The co-chairs of the Department of Commerce's Digital Economy Board of Advisors have resigned in what is the latest fallout over President Trump's reluctance to completely denounce racism following the violence in Charlottesville, Virginia.
The co-chairs — Zoë Baird, CEO of the Markle Foundation; and Mitchell Baker, executive chairwoman of Mozilla — submitted their resignations on Thursday. In doing so, Baird said "there must never be equivocation in denouncing hate, bigotry, violence and racism."
According to The Register, other members of the Digital Economy Board have also resigned, including Karen Bartleson, president of the Institute of Electrical and Electronics Engineers; Sonia Katyal, a professor of law at the University of California; and Corey Thomas, CEO of Rapid7.
The economic board would be the fourth advisory group to the president to fall apart this week after a cascade of CEOs quit the American Manufacturing Council, and the Strategic and Policy Forum decided to disband on Wednesday. In response, the president said on Twitter that he was "ending both" groups.
All 17 members of the President's Committee on the Arts and the Humanities also resigned their posts this week.
The Digital Economy Board, unlike the two other councils, was appointed last year by Obama's commerce secretary, Penny Pritzker, to "provide recommendations on ways to advance economic growth and opportunity in the digital age."
Still, the latest round of resignations is honing the spotlight on the president's inability to keep one of his most natural groups of allies — business leaders — on his side, raising questions about how he'll be able to deliver on his promise to grow business and jobs.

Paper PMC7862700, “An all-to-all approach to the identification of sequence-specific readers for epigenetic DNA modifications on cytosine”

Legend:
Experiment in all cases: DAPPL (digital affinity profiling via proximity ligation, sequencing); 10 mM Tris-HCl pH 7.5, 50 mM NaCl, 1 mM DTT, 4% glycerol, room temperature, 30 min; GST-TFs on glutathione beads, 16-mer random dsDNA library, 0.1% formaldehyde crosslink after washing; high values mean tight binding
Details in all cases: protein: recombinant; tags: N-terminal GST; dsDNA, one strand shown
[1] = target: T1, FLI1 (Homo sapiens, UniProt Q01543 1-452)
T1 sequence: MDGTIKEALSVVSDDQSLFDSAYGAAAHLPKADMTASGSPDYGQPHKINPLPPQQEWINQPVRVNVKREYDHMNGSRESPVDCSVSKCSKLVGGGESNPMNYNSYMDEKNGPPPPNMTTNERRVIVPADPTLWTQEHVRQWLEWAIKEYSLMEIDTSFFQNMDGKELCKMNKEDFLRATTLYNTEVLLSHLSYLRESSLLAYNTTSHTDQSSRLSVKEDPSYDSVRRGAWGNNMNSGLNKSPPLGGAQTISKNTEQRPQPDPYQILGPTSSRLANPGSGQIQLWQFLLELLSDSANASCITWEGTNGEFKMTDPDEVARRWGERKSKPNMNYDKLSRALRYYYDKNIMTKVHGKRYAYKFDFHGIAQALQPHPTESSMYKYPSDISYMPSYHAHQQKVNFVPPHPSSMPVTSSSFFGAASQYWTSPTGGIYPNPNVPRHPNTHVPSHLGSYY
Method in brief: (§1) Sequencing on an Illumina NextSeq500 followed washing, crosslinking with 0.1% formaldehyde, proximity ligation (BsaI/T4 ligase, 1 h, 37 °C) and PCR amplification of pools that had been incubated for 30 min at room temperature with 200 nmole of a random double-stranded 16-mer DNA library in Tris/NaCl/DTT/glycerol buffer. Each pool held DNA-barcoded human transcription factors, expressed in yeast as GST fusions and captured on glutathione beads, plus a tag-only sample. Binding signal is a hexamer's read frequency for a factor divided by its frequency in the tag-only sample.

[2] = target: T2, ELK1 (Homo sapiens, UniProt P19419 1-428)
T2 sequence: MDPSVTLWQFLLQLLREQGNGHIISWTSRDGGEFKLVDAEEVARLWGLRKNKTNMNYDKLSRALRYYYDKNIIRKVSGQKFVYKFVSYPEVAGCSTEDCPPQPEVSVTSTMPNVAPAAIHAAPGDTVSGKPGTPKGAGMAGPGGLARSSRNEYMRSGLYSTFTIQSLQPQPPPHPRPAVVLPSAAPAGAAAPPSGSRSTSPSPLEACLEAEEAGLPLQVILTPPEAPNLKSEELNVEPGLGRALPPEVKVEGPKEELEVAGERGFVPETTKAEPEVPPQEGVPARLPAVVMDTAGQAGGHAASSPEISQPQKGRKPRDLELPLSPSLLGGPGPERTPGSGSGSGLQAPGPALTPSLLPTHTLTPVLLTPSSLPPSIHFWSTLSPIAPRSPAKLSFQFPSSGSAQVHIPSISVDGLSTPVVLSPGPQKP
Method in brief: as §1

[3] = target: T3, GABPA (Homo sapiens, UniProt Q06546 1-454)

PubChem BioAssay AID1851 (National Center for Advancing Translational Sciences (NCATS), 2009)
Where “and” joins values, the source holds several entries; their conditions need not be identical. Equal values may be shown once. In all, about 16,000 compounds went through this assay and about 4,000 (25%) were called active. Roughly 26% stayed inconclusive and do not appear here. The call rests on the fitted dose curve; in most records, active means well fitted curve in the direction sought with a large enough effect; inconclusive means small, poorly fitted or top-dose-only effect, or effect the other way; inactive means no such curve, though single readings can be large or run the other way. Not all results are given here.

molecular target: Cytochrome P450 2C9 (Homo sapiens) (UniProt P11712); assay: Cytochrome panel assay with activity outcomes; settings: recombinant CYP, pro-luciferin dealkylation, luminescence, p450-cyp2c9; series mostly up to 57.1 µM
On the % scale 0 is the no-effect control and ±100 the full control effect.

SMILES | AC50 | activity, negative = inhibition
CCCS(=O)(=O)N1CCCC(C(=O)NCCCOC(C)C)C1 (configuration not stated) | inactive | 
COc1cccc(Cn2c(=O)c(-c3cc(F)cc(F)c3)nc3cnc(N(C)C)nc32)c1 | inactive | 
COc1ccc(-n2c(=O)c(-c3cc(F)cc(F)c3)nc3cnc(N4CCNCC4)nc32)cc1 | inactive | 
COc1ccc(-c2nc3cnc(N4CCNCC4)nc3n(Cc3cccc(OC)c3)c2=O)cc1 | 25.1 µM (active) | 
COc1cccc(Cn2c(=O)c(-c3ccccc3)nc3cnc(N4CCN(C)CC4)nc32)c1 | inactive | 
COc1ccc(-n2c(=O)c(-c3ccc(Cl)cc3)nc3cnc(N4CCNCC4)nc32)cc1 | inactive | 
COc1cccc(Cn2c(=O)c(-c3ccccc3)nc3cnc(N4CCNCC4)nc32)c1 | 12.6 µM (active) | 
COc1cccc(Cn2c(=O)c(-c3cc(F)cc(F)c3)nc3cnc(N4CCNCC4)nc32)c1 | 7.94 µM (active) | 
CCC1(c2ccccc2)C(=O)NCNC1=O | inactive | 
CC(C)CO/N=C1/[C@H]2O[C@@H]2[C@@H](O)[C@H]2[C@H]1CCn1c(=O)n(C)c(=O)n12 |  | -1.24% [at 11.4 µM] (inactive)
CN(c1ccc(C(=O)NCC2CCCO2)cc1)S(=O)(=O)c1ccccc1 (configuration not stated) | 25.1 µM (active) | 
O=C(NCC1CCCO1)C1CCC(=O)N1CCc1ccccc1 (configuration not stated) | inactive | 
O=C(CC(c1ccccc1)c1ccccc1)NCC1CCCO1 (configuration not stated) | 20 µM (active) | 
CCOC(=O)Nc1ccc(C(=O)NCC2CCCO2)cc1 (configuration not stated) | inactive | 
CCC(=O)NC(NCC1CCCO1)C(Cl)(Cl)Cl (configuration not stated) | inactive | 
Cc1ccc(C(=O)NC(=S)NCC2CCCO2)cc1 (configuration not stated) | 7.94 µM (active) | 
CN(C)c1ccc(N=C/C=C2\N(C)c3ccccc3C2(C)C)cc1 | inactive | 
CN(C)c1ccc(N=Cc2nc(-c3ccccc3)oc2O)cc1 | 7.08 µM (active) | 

Spokespeople for both Baird and Baker provided BuzzFeed News with their resignation letters, which were submitted to Commerce Secretary Wilbur Ross.
Here is Baird's statement:
August 17, 2017
Dear Secretary Ross:
I am resigning from my position as co-chair of the Commerce Department’s Digital Economy Board of Advisors, effective immediately.
It is the moral responsibility of our leaders to unite Americans by respecting the diversity and inclusion that enables our country to generate new opportunity and celebrate freedom. In order to preserve these cherished values, there must never be equivocation in denouncing hate, bigotry, violence and racism.
For decades, I have worked with every administration of both parties to further equal access to opportunity for all Americans. Having served on DEBA since March 2016, it has been an honor and privilege to work on behalf of my country and shape economic policies that benefit all Americans.
This is Baker's letter:
Dear Secretary Ross,
I am resigning from my position as a member and co-chair of the Commerce Department’s Digital Economy Board of Advisors, effective immediately.
It is the responsibility of leaders to take action and lift up each and every American. Our leaders must unequivocally denounce bigotry, racism, sexism, hate, and violence.
The digital economy is fundamental to creating an economy that offers opportunity to all Americans. It has been an honor to serve as member and co-chair of this board and to work with the Commerce Department staff.